I originally put this kinda far in my show rundown. But then The Rock dropped the A Bomb at the end. It’s happening now. Right? It has to. I’m not even excited for it (yet) because the idea of Rock competing against Roman Reigns at this age does nothing for me. But it does show that Cody Rhodes’ story might take another turn evolving into his version of The Neverending Story. Turn around, Cody and wait just a bit longer.
Anyway, as for the segment with Jinder Mahal, I don’t really have thoughts on them doing the “foreign guy disrespects the USA” angle in 2024. Actually, I have thoughts but I’m just not in the mood for all that on January 1. That said, Rock killed it. His performance, along with the insane pop when his music hit, showcased a true wrestling star. Cats often ponder about certain wrestlers going to Hollywood or being big stars outside of wrestling. Yeah, nah.
When Rocky shows up, it puts all that talk into perspective. That guy got pops like that consistently during one of wrestling’s most popular and competitive eras. A time where they often matched or surpassed Monday Night Football’s ratings. That sounds incomprehensible now since Football is king, but that’s how big WWF was at the time, thanks to people like Rock.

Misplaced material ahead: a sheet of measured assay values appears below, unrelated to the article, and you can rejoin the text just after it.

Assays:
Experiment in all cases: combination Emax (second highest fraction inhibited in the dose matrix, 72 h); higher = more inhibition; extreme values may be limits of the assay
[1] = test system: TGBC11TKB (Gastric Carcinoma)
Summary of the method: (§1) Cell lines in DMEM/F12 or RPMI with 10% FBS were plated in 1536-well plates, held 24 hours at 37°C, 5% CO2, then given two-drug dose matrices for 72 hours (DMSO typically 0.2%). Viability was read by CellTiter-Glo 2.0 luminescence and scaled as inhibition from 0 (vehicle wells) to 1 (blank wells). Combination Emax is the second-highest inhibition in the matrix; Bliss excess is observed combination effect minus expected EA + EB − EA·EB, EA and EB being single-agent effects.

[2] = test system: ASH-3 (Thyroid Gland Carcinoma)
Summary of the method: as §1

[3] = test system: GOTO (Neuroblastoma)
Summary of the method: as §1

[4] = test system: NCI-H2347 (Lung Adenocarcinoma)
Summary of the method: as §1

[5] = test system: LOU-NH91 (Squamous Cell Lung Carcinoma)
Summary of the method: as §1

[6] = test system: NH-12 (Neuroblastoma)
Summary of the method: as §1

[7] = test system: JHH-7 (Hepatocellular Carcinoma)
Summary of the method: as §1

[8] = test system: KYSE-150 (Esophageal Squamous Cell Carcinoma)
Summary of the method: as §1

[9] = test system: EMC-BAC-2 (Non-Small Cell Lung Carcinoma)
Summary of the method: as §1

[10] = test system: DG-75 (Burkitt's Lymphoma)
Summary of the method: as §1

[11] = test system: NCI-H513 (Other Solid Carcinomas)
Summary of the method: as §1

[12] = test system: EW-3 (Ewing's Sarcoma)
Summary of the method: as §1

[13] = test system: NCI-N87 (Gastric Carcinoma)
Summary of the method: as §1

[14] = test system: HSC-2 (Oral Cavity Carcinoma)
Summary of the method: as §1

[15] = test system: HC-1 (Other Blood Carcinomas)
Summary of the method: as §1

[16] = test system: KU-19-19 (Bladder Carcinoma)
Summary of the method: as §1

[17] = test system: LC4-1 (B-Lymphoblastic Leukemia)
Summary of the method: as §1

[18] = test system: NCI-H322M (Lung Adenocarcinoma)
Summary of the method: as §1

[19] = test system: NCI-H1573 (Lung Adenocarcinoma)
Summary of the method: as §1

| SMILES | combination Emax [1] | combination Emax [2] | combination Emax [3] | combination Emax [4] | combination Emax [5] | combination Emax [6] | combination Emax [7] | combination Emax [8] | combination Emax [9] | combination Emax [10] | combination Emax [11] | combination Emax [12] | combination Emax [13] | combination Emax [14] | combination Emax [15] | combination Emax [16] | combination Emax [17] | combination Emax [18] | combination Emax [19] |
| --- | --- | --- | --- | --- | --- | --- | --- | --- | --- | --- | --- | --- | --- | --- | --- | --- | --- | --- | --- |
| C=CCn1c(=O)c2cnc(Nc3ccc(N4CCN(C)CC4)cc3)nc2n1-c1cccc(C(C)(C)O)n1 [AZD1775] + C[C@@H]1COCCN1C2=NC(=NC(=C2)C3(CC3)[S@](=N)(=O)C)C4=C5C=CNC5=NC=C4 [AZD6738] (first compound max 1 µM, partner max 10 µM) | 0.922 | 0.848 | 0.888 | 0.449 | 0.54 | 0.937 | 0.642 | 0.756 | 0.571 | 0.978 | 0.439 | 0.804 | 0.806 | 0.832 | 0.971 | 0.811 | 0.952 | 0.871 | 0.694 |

I understand why him vs. Roman makes sense. It’s huge box office, it’s got an obvious storyline, and it attracts people who might not watch. And it also helps Roman. It puts him under a bigger spotlight and gives him the biggest match (in terms of box office) of his career. I don’t think that’s how hire reign ends because I don’t see Rock sticking around. But it does beg the question what’s left for Roman after that? Once/if he defeats his more famous and at least equally impressive cousin, where does he go? Defending his championship against Cody, let alone anyone else at that point, feels anticlimactic. Wrestling against John Cena felt big but Rock always waited in the wings as a distant mountain. If Roman climbs that summit, what lands are left for Alexander to conquer?
Rock wants to sit at the head of the table. Roman, no doubt, has all the incentive to give him a chair. But, as someone who ran WWE often asked, and then what?
And just like that, I just got a little interested in this match. Let’s make it official, WWE.